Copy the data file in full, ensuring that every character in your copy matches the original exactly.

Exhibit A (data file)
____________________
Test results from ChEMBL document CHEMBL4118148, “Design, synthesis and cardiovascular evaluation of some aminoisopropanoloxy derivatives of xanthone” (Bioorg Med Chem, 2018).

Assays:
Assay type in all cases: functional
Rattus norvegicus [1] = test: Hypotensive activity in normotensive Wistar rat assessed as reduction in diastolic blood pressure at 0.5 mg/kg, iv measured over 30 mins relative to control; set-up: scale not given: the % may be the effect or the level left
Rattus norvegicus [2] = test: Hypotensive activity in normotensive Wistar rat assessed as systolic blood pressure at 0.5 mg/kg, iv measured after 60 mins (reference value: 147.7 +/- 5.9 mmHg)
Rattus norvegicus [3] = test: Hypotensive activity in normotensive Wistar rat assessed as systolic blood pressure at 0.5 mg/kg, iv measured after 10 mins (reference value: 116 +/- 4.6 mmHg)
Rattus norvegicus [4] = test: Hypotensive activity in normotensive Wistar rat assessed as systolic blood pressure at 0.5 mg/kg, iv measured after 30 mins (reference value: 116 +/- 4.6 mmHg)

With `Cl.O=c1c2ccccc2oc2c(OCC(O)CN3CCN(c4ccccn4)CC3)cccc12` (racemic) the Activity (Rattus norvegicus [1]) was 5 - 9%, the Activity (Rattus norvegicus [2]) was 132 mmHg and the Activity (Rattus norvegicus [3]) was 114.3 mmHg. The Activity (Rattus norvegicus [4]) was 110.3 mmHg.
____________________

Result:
Test results from ChEMBL document CHEMBL4118148, “Design, synthesis and cardiovascular evaluation of some aminoisopropanoloxy derivatives of xanthone” (Bioorg Med Chem, 2018).

Assays:
Assay type in all cases: functional
Rattus norvegicus [1] = test: Hypotensive activity in normotensive Wistar rat assessed as reduction in diastolic blood pressure at 0.5 mg/kg, iv measured over 30 mins relative to control; set-up: scale not given: the % may be the effect or the level left
Rattus norvegicus [2] = test: Hypotensive activity in normotensive Wistar rat assessed as systolic blood pressure at 0.5 mg/kg, iv measured after 60 mins (reference value: 147.7 +/- 5.9 mmHg)
Rattus norvegicus [3] = test: Hypotensive activity in normotensive Wistar rat assessed as systolic blood pressure at 0.5 mg/kg, iv measured after 10 mins (reference value: 116 +/- 4.6 mmHg)
Rattus norvegicus [4] = test: Hypotensive activity in normotensive Wistar rat assessed as systolic blood pressure at 0.5 mg/kg, iv measured after 30 mins (reference value: 116 +/- 4.6 mmHg)

With `Cl.O=c1c2ccccc2oc2c(OCC(O)CN3CCN(c4ccccn4)CC3)cccc12` (racemic) the Activity (Rattus norvegicus [1]) was 5 - 9%, the Activity (Rattus norvegicus [2]) was 132 mmHg and the Activity (Rattus norvegicus [3]) was 114.3 mmHg. The Activity (Rattus norvegicus [4]) was 110.3 mmHg.